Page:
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A precocious germ, withouta tendency to progression, is characteristic of eastern art. Nations, Hero, and found in his “Pneumatica.” The subject has exercised the ingenuity of many writers. Among the moderns, Solomon Decaus gives a good diagram of a combination for this purpose: he places the figure on a well-closed base, or pedestal, exposed to the sun, and containing water. An organ pipe proceeds from the interior of the pedestal to the mouth of the statue. p. 23. Raisons des Forces Mouvantes, Paris, 1629. Kircher displays his usual ingenuity in discussing this topic. His first scheme wonld produce sounds according with the description of Philostratus. The water is placed in the lower division of the cavity of the pedestal, in a situation to be acted on by the sunbeams. A pipe forms a communication with the upper division, which contains a wheel with vanes, and which is also furnished with tappets ; a series of harp wires are likewise placed in the upper ipart, which are so arranged, that when the vapour issues from the lower into the upper division of the pedestal, through the pipe, it strikes on the vanes ; this gives motion to the wheel, and the tappets, as they revolve, are successively brought into contact with the wires. Edipus Ægyptiacus, cap. Mechanica Ægyptorum.

His second scheme is an extension of Decaus's. The sunbeams are concentrated by a series of mirrors upon that part in which the water is concealed. He thinks tive reflectors would do the business; but 100, or 1,000 placed in this manner,-“certum est calorem tam intensum fore ut omnia adurere possit et in cineros redigere.” p. 886. Ars Magna Lucis et Umbra, Romæ, 1646.

The statue of Serapis moved its eyes and lips at the rising of the sun ; and the bird of Memnon flapped his wings, and was accommodated with a voice, it is said, by means of air rarefied by the sun's heat. pp. 327, 328. Edip. Ægypt.

Cribellus, adopting nearly the same arrangement as Kircher, wonderfully extends his idea ; he displays a formidable array of wheels, pinions, cranks, and other things to give motion to a bellows for supplying wind to an organ almost large enough for the cathedral of St. Peter: the tones of numerous harpstrings are added to make up a harmony. He concentrates the sunbeams by “parabolas, hyperbolas, ellipses," and other figures, by which, he says, Conos even melted metalst; and he doubts not but that the aromatics, (or resins,) which he places along with the water within the pedestal, would be easily inflamed. The rays“ derigerent ad vasum et aërem rarefacerent, et aromatæ incenderant, et aquas cogerent subsilire, cum autem ex dictis minima vis sufficiat. Non est quod binc detremen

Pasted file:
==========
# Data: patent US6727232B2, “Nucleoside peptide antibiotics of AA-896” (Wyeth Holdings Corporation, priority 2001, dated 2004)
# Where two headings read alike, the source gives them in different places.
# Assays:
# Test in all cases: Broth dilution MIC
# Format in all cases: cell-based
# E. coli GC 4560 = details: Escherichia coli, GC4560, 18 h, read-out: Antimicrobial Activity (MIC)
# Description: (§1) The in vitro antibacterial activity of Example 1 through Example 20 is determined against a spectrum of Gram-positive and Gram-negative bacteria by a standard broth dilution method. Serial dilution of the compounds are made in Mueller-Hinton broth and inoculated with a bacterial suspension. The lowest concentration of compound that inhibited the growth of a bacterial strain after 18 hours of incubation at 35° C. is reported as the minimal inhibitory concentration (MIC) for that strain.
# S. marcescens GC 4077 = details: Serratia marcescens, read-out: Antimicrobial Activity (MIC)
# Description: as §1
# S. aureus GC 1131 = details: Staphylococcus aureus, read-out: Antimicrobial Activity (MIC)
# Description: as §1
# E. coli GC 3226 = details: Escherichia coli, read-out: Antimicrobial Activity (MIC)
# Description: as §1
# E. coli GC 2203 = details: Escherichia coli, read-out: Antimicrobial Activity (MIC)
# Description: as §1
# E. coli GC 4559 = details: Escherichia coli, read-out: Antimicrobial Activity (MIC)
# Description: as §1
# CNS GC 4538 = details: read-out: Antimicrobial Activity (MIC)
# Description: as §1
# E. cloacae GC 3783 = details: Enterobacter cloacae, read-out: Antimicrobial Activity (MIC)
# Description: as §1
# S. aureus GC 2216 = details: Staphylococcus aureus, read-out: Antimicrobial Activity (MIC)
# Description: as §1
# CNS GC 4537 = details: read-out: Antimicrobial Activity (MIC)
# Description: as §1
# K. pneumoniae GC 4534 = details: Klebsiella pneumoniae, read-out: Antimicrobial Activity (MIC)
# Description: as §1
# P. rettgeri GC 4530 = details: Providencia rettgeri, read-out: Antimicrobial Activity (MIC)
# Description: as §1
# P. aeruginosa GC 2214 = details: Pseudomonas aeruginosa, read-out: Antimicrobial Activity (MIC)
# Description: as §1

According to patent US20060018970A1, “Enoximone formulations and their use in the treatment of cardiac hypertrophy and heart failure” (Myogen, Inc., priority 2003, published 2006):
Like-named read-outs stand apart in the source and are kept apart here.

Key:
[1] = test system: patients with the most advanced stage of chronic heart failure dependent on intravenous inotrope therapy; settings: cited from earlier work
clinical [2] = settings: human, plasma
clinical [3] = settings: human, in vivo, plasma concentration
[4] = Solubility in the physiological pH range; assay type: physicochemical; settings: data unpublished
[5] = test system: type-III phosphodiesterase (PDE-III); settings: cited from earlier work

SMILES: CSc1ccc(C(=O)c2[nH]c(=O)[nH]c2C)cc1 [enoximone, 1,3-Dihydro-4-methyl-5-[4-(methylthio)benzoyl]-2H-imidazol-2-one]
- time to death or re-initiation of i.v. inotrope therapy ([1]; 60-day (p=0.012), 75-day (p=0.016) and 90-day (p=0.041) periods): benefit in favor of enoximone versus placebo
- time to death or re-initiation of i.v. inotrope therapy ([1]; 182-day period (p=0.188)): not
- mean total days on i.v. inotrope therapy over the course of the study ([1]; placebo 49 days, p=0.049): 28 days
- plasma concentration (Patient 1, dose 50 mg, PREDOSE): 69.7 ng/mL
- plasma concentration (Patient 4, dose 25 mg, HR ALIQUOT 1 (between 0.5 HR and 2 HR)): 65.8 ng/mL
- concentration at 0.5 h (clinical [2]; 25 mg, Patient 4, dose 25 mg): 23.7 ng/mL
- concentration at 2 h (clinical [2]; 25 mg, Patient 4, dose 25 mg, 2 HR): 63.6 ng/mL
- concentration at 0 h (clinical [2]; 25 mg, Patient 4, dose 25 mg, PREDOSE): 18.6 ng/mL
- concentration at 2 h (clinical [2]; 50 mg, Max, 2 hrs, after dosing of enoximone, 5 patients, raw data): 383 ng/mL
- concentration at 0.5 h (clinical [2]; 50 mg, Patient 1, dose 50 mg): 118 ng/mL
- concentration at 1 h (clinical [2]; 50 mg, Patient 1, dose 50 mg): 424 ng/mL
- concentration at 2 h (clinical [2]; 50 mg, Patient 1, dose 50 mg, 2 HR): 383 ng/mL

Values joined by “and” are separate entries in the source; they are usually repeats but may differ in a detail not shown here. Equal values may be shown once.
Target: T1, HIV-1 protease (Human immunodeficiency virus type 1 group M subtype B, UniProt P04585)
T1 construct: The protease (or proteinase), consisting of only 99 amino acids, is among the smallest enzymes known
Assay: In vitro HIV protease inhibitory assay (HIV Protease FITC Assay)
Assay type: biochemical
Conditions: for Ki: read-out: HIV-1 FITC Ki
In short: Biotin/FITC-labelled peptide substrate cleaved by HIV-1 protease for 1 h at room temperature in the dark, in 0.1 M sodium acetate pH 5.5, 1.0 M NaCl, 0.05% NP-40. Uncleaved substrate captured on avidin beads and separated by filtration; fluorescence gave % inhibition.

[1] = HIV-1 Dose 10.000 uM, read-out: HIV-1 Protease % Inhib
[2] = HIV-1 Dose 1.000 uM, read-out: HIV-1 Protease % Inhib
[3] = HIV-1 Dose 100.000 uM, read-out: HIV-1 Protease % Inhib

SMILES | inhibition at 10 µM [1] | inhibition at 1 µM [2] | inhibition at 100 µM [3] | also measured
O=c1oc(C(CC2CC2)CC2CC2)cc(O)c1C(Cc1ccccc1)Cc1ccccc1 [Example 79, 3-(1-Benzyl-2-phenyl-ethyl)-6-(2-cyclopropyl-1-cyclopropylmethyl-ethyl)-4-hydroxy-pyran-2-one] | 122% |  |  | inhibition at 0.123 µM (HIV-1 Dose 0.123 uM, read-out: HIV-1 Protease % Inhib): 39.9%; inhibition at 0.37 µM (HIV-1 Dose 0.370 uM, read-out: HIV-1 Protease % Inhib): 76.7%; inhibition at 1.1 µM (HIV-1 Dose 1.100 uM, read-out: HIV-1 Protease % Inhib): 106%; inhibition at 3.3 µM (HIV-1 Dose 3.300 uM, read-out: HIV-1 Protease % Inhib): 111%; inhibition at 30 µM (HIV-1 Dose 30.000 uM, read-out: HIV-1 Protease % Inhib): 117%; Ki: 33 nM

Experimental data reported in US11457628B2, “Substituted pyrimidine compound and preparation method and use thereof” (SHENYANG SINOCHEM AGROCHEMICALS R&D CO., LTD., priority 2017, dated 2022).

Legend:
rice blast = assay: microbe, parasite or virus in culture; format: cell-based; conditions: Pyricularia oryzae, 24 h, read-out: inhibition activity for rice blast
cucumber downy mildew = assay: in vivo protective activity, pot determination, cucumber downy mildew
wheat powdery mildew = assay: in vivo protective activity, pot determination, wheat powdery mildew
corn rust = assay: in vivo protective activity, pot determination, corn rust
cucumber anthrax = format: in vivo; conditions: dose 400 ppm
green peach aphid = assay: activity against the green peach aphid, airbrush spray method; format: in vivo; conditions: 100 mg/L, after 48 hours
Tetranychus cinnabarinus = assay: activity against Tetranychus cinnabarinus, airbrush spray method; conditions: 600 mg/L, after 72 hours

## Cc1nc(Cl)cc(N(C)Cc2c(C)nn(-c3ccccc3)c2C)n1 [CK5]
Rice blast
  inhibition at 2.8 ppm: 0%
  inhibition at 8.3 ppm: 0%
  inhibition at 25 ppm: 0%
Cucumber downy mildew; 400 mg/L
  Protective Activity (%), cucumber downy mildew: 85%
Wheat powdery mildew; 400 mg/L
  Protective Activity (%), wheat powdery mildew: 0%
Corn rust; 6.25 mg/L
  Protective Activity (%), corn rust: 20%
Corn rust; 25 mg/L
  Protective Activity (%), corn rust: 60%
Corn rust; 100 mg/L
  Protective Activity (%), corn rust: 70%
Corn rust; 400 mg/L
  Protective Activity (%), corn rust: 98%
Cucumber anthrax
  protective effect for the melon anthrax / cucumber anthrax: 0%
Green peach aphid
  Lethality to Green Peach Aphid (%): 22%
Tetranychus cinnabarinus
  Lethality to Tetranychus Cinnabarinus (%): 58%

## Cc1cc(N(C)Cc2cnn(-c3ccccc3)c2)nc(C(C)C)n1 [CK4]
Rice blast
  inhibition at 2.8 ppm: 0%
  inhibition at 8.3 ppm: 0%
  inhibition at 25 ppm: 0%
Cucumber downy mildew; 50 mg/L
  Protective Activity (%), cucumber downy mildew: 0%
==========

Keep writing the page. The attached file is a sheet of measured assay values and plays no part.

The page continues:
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almost at the instant of the foundation of their communities, are seen in possession of discoveries, and expert at their application, which are usually considered to be the portion of the most polished societies only, and the fruit of a long career in refinement. Unlike the European races, incessant in their attempts to enlarge the circle of their knowledge and improvement, the Orientals passively remained the willing slaves of first impressions, seldom exerting a power to give those inventions they had so admirably drawn into being, that perfection and extension of which they were so obviously susceptible.

But when, aided by the indolent effeminacy into which the successors of Sesostris had fallen, the enterprise of the Macedonians was crowned by the establishment of their rule over Egypt, the restless energy of these warriors being attempered by the monotonous refinement of its ancient inhabitants, a new and beneficial impulse was imparted to both. During the splendid dominion of her Grecian kings, the arts and sciences of Egypt reached a high degree of excellence; and under one of the Ptolemies, surnamed Philadelphus, and his successors Euergetes I. and II., the court of Alexandria was resorted to as a school of philosophy by the learned and ingenious of many countries. Mechanics, and the kindred sciences, were there held in great esteem ; and eminence in tum aliquod timeamus.” He doubts the possibility of Kircher's getting as much vapour as he expected, and thinks his арраratus' would give but weak Memnonic groans; but in his own “ ut vulcaniam et æoliam obtineremus efficaciorem cujus vi noster Memnon non tenues philomelæe instar gracilescat in modus, sed tonare, effulminare cum pericle possit et mundi parem ditionis amplitudinem, ne dum exiguam Græciam orando valeat permiscere.” p. 8. Machinosa Miracula Memnonis, Romæ, 1656



their acquirement being opened as a path to personal honour, the boundaries of knowledge were extended, through the exertions of its professors to deserve the countenance of their illustrious patrons.

Among the men of genius who enjoyed the patronage of these munificent princes, one of the most distinguished was Hero the elder, the son of a Greek who had settled at Alexandria. At an early age, the strong bent of his mind towards mechanical pursuits attracted the notice of the celebrated Ctesibius ; and the after friendship of that philosopher was the reward of his application and merit. Under his guidance, Hero aspired to celebrity as a follower of Democritus in philosophy; and some beautiful discoveries in mechanics recompensed the study of a long life, assiduously devoted to their cultivation.